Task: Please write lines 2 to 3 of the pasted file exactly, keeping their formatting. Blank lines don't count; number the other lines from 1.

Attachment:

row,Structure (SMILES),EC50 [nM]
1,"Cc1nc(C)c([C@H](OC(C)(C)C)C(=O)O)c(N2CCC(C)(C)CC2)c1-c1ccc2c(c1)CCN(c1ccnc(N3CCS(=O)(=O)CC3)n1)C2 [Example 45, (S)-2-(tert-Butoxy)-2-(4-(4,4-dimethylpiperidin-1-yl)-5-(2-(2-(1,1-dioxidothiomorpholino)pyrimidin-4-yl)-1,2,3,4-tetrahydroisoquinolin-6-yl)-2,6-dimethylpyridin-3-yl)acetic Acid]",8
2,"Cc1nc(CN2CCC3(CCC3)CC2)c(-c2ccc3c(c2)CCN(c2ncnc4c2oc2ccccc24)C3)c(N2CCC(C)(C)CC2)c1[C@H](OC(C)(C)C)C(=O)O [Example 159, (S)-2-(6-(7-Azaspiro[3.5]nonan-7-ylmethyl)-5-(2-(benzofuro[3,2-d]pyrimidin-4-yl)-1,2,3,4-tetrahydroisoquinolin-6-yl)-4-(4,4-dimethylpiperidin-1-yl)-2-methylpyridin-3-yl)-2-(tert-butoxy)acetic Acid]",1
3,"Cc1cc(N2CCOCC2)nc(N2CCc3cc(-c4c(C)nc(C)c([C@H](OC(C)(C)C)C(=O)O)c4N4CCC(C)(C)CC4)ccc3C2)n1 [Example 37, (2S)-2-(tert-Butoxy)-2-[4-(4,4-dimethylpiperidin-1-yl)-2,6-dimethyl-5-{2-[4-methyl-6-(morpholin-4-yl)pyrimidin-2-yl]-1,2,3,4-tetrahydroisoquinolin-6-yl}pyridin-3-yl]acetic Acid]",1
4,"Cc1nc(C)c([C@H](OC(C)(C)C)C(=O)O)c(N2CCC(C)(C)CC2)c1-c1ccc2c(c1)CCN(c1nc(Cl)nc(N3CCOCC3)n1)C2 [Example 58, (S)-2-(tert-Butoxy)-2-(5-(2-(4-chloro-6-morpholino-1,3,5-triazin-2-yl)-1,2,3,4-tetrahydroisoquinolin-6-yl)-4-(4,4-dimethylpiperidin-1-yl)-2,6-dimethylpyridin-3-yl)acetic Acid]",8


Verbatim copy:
1,"Cc1nc(C)c([C@H](OC(C)(C)C)C(=O)O)c(N2CCC(C)(C)CC2)c1-c1ccc2c(c1)CCN(c1ccnc(N3CCS(=O)(=O)CC3)n1)C2 [Example 45, (S)-2-(tert-Butoxy)-2-(4-(4,4-dimethylpiperidin-1-yl)-5-(2-(2-(1,1-dioxidothiomorpholino)pyrimidin-4-yl)-1,2,3,4-tetrahydroisoquinolin-6-yl)-2,6-dimethylpyridin-3-yl)acetic Acid]",8
2,"Cc1nc(CN2CCC3(CCC3)CC2)c(-c2ccc3c(c2)CCN(c2ncnc4c2oc2ccccc24)C3)c(N2CCC(C)(C)CC2)c1[C@H](OC(C)(C)C)C(=O)O [Example 159, (S)-2-(6-(7-Azaspiro[3.5]nonan-7-ylmethyl)-5-(2-(benzofuro[3,2-d]pyrimidin-4-yl)-1,2,3,4-tetrahydroisoquinolin-6-yl)-4-(4,4-dimethylpiperidin-1-yl)-2-methylpyridin-3-yl)-2-(tert-butoxy)acetic Acid]",1